The extra bits
I also asked Acorn to create a website for me and some marketing materials such as good business cards, posters and a book trailer. Again, this could all have been done elsewhere but there is something to be said for only dealing with one organisation. It helped, for example, that Acorn could use the cover images and the title font throughout creating these additional materials without having to wait on files or permissions from third parties. It helps that I can phone in when I need to, even if that is just for the occasional bit of advice. Starting out as a new author is a daunting experience and it is good to know that someone out there has your back. After all, they have put their name on it. They want my book and myself to succeed as much as I do.
And now that I have a better understanding of the whole process, I will be more comfortable in undertaking certain things entirely alone in the future. For instance, I now have a good relationship with my cover artist (who also produced a beautiful map for me as well) so I can go straight to her in the future and skip the middle man. Or I may look to take a book down the traditional route in the future. That’s the beauty of modern publishing which is often over looked. You, the author, have more choices than ever in how you get your work out into the world. I encourage everyone out there to not get locked into thinking there is only one way of doing it, or that there is a one ‘superior’ way. What’s most important is that you embark on the route that suits you and your current book best.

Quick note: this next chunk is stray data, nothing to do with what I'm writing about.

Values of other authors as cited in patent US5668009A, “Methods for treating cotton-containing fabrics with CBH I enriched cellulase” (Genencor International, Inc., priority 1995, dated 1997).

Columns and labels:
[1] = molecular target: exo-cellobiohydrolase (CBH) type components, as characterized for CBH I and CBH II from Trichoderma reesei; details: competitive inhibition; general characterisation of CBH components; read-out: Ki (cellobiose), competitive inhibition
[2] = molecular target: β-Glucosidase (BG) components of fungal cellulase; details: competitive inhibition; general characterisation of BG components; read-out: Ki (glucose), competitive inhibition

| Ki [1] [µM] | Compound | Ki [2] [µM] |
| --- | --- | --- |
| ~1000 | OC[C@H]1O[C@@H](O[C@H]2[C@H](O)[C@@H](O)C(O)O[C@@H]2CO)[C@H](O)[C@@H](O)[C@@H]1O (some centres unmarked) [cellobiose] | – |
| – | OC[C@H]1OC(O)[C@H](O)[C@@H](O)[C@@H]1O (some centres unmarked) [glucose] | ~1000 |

I hope this piece has been helpful in drawing attention to an alternative style of approach to publishing. If anyone has any questions for me regarding my experience with Acorn, please comment below or reach me at email@example.com.
Thanks again to Michael for sharing his story with us, and hope that helps you authors out there understand some of the other self-publishing methods available to you. If you want to connect with Michael, you can find him here.
See you soon,